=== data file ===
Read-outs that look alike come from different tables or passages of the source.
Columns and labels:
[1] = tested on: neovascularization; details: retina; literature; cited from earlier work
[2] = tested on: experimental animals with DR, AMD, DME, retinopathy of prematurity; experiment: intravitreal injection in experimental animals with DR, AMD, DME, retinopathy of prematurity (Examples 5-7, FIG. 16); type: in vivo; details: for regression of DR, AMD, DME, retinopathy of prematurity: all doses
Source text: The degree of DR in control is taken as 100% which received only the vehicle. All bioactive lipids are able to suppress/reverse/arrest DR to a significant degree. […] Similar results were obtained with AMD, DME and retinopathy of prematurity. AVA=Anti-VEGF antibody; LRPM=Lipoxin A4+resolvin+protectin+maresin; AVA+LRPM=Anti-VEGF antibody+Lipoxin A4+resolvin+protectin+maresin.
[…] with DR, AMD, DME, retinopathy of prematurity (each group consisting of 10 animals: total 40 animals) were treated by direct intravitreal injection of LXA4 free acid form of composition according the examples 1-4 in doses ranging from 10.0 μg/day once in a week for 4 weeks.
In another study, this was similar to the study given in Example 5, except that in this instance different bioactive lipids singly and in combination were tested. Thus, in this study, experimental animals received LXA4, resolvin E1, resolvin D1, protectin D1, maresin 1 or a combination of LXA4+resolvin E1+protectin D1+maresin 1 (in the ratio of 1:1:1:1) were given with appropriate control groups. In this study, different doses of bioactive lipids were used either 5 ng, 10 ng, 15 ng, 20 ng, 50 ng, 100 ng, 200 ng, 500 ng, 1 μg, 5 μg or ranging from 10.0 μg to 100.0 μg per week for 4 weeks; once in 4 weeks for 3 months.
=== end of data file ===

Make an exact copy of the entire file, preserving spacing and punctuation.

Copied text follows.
Read-outs that look alike come from different tables or passages of the source.
Columns and labels:
[1] = tested on: neovascularization; details: retina; literature; cited from earlier work
[2] = tested on: experimental animals with DR, AMD, DME, retinopathy of prematurity; experiment: intravitreal injection in experimental animals with DR, AMD, DME, retinopathy of prematurity (Examples 5-7, FIG. 16); type: in vivo; details: for regression of DR, AMD, DME, retinopathy of prematurity: all doses
Source text: The degree of DR in control is taken as 100% which received only the vehicle. All bioactive lipids are able to suppress/reverse/arrest DR to a significant degree. […] Similar results were obtained with AMD, DME and retinopathy of prematurity. AVA=Anti-VEGF antibody; LRPM=Lipoxin A4+resolvin+protectin+maresin; AVA+LRPM=Anti-VEGF antibody+Lipoxin A4+resolvin+protectin+maresin.
[…] with DR, AMD, DME, retinopathy of prematurity (each group consisting of 10 animals: total 40 animals) were treated by direct intravitreal injection of LXA4 free acid form of composition according the examples 1-4 in doses ranging from 10.0 μg/day once in a week for 4 weeks.
In another study, this was similar to the study given in Example 5, except that in this instance different bioactive lipids singly and in combination were tested. Thus, in this study, experimental animals received LXA4, resolvin E1, resolvin D1, protectin D1, maresin 1 or a combination of LXA4+resolvin E1+protectin D1+maresin 1 (in the ratio of 1:1:1:1) were given with appropriate control groups. In this study, different doses of bioactive lipids were used either 5 ng, 10 ng, 15 ng, 20 ng, 50 ng, 100 ng, 200 ng, 500 ng, 1 μg, 5 μg or ranging from 10.0 μg to 100.0 μg per week for 4 weeks; once in 4 weeks for 3 months.